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REALITY TV: A HOME OVERHAUL // Bittersweet makeover

Published Mar. 14, 2005|Updated Aug. 2, 2006

James Dolan couldn't see his new house, but standing before it Sunday as cameras rolled, thousands cheered and his wife leaned close to describe it, he wept.

Dolan, blind since a workplace shooting took his eyes, returned from a week in Puerto Rico with his wife and three children to the neighborhood where ABC-TV's Extreme Makeover: Home Improvement and Lexington Homes had been working around the clock.

Seven days after he was whisked away by the reality show in a limousine, he stood on the threshold of his new house. Wiping away tears, he waved to a crowd of thousands that stretched down the street and around the corner along 99th Way N.

His oldest son, Charlie, 12, made the family's only public comment.

"Thank you everyone for fixing our house," he shouted as he waved to the throng.

Dolan, 30, was blinded in the Nov. 18 St. Petersburg Radio-Shack shootings. A gunman shot Dolan and killed two others in the store before turning the gun on himself.

Dolan's story caught the attention of Extreme Makeover, a reality show where ABC's team works with a local builder to overhaul _ and in most cases, replace _ a home for a family struggling to overcome adversity.

WFTS-Ch. 28 features producer Vicky Benchimol said she called the show in November to suggest producers look at the Dolans' plight, helping to elevate the story from the almost 2,000 requests the show gets every week. But she wouldn't take credit for the idea. That, she said, came from Tampa viewer Jim Carson.

Carson, a 48-year-old salesman and Extreme Makeover fan, said the Dolans' story touched him.

"Here he was, working a second job to pay to fix up his house, and he's shot, just working at his job," Carson said. "I said, "They have never been here in Tampa, but what a perfect scenario. They could really make a difference.' "

Extreme Makeover star Ty Pennington, his photo crew and design team rolled up on the Dolans' 1960s-era ranch house March 6. Until then, the Dolans didn't know they were selected for the makeover. Producers rushed them to Puerto Rico, where they were kept incommunicado while the home was razed and replaced with a huge new house incorporating features designed to make Dolan's life easier.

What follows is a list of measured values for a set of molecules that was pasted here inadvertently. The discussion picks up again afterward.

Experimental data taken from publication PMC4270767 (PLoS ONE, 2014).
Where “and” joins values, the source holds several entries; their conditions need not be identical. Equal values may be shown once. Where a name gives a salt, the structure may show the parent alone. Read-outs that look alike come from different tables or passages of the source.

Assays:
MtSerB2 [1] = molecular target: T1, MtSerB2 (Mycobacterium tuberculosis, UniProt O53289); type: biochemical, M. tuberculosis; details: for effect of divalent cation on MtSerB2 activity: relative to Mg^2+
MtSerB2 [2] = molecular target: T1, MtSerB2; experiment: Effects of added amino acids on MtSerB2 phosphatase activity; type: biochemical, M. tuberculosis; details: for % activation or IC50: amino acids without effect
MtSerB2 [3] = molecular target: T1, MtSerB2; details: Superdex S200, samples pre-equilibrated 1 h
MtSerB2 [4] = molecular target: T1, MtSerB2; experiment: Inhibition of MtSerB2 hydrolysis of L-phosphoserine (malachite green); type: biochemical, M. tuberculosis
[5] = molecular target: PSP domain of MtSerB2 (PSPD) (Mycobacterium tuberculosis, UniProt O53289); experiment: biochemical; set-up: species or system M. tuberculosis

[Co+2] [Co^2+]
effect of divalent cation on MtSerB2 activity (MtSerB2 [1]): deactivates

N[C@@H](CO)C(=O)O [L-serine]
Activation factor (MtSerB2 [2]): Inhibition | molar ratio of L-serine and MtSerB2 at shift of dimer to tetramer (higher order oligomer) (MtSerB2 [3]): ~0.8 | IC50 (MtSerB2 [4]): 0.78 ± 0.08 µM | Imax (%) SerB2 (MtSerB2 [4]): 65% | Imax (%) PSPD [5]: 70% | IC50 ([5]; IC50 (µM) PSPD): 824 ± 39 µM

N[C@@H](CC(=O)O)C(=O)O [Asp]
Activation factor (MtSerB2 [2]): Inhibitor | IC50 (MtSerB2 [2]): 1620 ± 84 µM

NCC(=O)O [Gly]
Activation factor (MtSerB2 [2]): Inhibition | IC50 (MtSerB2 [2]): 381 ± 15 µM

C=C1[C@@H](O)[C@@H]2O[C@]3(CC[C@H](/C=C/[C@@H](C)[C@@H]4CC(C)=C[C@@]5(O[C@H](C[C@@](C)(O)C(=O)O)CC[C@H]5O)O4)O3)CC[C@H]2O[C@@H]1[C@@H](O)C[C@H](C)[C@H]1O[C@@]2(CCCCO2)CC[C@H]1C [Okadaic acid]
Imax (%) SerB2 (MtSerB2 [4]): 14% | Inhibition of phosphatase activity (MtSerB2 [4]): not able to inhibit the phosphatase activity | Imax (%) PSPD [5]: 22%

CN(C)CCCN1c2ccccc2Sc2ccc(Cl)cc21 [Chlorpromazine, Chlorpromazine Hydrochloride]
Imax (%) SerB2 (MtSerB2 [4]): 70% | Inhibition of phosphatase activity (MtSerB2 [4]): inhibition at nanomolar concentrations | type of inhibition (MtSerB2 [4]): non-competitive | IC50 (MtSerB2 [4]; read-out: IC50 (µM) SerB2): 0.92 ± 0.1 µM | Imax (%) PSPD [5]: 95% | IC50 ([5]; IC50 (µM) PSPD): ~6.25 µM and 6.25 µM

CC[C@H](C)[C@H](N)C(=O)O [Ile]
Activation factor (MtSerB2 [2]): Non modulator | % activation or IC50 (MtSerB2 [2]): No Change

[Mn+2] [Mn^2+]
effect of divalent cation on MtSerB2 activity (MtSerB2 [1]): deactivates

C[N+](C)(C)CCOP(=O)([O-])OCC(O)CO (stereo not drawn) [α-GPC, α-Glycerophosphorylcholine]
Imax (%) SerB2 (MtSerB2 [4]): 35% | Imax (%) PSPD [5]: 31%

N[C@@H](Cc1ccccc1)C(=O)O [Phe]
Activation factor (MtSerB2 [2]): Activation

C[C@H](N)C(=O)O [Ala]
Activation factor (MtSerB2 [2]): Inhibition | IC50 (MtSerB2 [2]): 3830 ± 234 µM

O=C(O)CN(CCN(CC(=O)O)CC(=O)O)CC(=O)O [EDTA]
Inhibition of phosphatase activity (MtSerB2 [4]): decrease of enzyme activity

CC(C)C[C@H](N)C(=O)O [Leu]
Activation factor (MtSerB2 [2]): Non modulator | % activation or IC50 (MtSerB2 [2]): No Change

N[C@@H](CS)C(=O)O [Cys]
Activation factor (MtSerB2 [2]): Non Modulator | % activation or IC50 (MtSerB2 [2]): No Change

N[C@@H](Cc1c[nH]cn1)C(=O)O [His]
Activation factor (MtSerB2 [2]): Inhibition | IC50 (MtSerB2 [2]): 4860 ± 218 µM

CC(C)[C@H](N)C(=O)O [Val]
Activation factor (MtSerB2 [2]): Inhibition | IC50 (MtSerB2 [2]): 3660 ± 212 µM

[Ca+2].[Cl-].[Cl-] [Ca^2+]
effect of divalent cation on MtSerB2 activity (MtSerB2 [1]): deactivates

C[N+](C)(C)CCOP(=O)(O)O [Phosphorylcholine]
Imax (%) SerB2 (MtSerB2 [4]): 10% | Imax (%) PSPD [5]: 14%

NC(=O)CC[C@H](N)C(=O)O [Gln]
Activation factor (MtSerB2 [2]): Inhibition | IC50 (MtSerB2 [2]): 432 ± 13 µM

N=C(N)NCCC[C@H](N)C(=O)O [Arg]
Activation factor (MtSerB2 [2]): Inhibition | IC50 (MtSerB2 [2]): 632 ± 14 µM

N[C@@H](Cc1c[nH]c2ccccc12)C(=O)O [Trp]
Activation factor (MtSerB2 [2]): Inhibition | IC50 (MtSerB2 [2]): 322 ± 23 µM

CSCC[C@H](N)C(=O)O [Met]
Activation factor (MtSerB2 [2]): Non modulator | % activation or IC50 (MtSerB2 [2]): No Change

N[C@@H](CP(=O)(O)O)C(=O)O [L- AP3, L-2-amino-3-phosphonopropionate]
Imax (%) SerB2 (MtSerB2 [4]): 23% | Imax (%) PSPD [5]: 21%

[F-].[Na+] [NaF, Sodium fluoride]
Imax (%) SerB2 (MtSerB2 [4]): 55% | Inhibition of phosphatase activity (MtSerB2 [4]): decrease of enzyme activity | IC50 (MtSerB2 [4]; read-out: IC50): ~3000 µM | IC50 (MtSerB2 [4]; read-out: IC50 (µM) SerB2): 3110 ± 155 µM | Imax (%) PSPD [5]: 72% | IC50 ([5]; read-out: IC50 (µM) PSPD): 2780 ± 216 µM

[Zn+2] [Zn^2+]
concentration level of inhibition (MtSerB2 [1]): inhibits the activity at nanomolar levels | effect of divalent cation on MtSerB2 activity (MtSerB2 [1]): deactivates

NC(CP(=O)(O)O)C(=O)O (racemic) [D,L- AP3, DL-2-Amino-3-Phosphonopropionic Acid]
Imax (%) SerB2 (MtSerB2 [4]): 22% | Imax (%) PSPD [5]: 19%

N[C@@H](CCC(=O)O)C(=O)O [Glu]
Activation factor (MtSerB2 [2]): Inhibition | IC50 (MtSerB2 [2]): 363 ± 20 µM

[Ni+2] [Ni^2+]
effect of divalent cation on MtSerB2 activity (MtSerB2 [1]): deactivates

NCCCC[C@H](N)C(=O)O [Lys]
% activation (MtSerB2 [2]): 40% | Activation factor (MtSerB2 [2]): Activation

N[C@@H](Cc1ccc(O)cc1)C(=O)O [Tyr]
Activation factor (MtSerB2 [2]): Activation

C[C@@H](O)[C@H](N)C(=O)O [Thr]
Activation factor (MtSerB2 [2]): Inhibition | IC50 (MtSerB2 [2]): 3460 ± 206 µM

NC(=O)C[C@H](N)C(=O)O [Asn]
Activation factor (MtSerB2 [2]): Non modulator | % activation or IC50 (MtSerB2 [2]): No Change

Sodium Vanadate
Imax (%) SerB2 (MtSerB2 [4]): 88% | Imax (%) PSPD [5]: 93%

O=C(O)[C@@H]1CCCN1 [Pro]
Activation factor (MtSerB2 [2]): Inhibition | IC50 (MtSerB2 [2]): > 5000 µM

Crowds each day lined the quiet street around Dolan's home while workers poured concrete and hammered nails. They tromped across lawns and clogged nearby roads. Workers pulled up concrete and sawed through the nights. But neighbors remained in good spirits.

"I'm so glad it's over," said neighbor John McNaughton, smiling.

McNaughton's dog _ a 5-year-old great Dane named Blu _ developed a nervous condition and had to spend three days at a veterinarian's office. And when McNaughton couldn't sleep, the production crew sent him to a hotel for a night. But he arrived to find a rowdy spring break crowd cranking up.

On the way to the hotel, his new Cadillac was totaled in a wreck. Still, he's not complaining.

"It was all worth it, all for a great cause," he said.

Lexington Homes president Craig Gallagher, who went without sleep a few nights himself, said the work was grueling. The home went up in 79 hours, a record for Extreme Makeover, he said.

"If someone came to me and said, "I'll give you $1-million if you build me a house this fast,' I'd say, "not a chance.' It took two years off my life."

Lexington Homes and partner AmeriElite during the project formed the Amerilex Foundation, a charitable arm that donated $100,000 to the Dolans, on top of a mountain of other gifts pouring in from the community.

After hours of waiting outside the house, the crowd was rewarded as the Dolans rolled up in a black limo.

Pennington opened the car door and talked quietly with the family, their view of the house blocked by the bus that serves as a traveling office for the cast. On command, at 2:54 p.m., the bus rolled away.

There was silence as Dolan's wife, Chrissy, whispered into his ear. And in a moment, he reached to wipe away tears. He was wiping tears again as producers opened the front door and ushered him inside for a tour.

Eduardo Xol, one of the show's featured designers, said this episode was special. He said the cast was touched by the Dolans' spirit and by the love the family shares. As they went inside, he said he was struggling with his feelings.

"It's hard to speak right now," he said. "It's been an emotional experience."

Details of the home won't be unveiled until the show airs on ABC in five to eight weeks. But early reports note it has a room for Chrissy Dolan's brother, Phil Yeager, and his fiancee, Lauren Schneider, who are staying with the family to help. In addition, each bedroom has a theme, ranging from jungle to Cinderella (for daughter Haley, 6) to robotics (for Charlie).

Chrissy Dolan's mother, Barbara Bickel, stood by a collage of photographs documenting James and Chrissy Dolan's love. They've been together since they were 14, and married when Chrissy was 17.

"I had to sign for her, when they were married," Bickel said. "A lot of people said I was crazy, but I could just look at them and tell they were made for each other."

Next week marks their 10th anniversary.

"It's only the beginning for them," Bickel said.

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